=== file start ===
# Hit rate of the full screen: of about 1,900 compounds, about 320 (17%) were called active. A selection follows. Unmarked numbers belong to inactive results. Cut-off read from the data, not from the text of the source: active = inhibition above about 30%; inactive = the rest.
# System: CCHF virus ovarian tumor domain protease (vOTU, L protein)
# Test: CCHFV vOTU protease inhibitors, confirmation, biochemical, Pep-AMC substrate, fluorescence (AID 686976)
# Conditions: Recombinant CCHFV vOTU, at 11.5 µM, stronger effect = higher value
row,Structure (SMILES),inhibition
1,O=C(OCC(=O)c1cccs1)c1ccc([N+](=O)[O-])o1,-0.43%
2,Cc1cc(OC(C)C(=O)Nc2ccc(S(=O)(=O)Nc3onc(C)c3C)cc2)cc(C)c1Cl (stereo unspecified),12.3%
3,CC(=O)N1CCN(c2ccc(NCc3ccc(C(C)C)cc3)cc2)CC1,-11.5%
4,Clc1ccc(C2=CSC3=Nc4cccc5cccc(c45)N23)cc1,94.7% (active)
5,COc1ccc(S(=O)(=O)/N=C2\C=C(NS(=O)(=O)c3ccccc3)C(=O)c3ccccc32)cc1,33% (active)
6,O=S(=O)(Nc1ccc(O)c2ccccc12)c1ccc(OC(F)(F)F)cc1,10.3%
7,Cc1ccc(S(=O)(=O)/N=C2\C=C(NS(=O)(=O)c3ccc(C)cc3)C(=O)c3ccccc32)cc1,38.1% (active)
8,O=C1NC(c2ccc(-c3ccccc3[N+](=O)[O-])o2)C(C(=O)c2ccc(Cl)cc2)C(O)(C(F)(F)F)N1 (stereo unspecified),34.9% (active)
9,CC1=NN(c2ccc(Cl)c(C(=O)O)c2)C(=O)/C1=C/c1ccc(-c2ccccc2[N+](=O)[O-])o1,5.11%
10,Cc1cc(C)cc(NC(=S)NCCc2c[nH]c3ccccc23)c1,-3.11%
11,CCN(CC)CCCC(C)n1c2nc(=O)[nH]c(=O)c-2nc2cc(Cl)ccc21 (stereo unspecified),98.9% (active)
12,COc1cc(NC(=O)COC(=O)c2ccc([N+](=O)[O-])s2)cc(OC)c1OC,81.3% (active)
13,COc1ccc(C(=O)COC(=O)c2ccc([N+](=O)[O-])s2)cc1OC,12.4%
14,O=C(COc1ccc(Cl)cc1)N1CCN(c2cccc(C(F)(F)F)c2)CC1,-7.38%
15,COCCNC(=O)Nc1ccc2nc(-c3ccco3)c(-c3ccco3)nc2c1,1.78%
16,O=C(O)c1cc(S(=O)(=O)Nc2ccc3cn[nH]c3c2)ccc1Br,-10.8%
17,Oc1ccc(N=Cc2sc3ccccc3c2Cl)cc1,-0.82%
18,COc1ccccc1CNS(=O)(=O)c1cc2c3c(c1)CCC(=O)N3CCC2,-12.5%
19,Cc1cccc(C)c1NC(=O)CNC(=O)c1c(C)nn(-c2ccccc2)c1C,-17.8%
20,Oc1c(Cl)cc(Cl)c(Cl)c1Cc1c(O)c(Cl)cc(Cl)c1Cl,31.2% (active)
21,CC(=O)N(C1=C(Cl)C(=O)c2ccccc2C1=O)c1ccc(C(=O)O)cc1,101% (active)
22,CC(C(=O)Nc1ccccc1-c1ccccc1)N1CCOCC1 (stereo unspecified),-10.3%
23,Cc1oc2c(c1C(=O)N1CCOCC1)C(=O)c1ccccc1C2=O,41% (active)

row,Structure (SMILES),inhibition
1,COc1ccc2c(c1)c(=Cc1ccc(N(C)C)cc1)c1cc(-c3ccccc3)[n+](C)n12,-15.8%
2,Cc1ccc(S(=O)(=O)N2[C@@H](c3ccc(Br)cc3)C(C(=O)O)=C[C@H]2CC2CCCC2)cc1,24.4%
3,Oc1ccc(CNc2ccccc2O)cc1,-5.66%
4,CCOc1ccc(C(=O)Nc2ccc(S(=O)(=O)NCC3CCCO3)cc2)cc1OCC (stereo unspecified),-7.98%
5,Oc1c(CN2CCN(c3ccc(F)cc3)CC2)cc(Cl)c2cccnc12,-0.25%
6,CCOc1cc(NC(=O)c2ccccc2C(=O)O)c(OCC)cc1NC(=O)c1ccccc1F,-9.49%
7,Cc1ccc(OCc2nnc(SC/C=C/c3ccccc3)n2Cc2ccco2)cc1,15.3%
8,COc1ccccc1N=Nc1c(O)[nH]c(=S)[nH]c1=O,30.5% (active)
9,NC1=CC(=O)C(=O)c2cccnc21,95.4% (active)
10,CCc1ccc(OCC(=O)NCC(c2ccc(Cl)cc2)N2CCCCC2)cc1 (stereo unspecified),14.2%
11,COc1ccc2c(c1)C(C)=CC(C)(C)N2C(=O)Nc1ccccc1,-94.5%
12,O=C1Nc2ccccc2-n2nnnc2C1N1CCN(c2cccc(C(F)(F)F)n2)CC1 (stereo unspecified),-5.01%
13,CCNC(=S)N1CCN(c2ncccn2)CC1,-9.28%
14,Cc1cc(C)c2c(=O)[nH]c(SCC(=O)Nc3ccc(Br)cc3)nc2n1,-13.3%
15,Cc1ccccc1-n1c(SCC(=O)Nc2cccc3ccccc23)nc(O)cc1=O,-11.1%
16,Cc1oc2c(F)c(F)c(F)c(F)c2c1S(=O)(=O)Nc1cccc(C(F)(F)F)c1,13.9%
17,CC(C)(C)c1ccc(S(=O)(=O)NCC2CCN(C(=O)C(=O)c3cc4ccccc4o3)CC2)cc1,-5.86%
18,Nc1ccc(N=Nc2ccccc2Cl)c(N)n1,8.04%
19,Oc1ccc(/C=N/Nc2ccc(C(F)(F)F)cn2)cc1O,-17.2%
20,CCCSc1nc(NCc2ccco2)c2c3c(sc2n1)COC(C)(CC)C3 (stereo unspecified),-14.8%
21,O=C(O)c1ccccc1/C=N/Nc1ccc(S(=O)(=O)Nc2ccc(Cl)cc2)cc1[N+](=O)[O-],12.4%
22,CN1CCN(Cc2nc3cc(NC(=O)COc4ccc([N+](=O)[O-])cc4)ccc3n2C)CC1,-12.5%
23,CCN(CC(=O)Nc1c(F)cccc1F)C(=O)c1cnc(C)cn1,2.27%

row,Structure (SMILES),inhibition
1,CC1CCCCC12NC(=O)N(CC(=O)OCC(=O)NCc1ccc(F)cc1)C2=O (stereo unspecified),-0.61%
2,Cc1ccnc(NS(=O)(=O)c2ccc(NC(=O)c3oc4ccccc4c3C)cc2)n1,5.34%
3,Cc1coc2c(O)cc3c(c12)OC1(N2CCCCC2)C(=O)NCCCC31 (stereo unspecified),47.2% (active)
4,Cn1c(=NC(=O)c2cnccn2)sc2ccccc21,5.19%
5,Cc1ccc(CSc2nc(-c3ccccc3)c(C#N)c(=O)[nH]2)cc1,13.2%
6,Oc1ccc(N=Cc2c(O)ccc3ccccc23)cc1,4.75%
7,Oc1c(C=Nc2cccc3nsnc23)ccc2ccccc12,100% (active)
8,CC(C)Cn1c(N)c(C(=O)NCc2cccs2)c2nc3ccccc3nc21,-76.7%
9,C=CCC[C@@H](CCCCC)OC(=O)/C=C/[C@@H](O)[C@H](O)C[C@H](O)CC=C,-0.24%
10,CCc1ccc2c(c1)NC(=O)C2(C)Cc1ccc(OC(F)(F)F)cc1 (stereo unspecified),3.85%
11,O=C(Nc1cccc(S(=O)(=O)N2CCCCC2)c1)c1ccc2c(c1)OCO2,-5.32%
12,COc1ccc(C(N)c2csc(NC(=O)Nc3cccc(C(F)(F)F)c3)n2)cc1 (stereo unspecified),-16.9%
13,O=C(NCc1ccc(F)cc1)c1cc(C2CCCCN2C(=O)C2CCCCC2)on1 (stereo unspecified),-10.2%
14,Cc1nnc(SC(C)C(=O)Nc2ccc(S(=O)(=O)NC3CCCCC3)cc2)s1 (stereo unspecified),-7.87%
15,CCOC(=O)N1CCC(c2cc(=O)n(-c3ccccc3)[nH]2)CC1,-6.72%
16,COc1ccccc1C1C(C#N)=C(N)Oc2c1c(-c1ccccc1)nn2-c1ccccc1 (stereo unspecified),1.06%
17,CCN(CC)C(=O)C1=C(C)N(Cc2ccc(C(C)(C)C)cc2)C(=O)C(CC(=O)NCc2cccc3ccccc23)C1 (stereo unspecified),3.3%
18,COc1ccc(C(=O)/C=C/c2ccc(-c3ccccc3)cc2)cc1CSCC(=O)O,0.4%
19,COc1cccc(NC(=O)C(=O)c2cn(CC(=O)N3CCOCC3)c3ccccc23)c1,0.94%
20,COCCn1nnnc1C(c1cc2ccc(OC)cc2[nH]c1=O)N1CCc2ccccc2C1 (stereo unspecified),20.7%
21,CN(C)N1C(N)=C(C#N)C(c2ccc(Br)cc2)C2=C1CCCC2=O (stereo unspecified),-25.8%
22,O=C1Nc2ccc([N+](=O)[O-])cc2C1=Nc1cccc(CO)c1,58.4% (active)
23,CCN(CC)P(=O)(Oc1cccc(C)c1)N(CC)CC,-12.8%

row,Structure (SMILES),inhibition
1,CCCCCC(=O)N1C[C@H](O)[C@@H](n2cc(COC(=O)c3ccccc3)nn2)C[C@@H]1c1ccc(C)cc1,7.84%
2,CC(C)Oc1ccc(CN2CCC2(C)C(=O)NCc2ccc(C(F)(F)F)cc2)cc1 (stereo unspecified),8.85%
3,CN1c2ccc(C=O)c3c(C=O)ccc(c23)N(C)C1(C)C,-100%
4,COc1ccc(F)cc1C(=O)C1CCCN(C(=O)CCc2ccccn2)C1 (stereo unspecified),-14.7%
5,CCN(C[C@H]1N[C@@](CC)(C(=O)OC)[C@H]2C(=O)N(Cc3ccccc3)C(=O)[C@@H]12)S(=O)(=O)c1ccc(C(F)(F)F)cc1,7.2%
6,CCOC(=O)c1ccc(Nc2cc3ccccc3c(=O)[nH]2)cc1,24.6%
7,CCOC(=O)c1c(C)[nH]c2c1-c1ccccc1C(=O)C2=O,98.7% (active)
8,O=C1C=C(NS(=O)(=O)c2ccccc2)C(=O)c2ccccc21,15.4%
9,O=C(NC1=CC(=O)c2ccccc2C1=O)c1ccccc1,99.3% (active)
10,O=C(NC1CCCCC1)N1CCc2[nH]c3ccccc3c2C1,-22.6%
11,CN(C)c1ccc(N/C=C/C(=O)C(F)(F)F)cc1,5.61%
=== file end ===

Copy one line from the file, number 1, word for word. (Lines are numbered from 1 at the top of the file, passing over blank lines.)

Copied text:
# Hit rate of the full screen: of about 1,900 compounds, about 320 (17%) were called active. A selection follows. Unmarked numbers belong to inactive results. Cut-off read from the data, not from the text of the source: active = inhibition above about 30%; inactive = the rest.